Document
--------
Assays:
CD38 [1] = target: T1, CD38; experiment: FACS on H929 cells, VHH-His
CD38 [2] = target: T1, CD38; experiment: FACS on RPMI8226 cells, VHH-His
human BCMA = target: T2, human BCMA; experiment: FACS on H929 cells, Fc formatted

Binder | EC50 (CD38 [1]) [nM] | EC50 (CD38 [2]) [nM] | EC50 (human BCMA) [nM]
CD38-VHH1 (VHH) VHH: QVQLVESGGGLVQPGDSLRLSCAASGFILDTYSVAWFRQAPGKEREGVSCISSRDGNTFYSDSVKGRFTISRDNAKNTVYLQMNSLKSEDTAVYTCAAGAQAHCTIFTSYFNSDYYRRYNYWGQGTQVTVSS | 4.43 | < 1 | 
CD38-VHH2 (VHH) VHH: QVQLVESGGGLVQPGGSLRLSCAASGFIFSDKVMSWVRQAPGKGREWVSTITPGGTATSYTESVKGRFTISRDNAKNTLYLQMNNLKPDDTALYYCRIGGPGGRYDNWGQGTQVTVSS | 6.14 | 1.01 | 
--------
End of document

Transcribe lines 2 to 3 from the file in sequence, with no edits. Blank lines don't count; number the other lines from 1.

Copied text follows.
CD38 [1] = target: T1, CD38; experiment: FACS on H929 cells, VHH-His
CD38 [2] = target: T1, CD38; experiment: FACS on RPMI8226 cells, VHH-His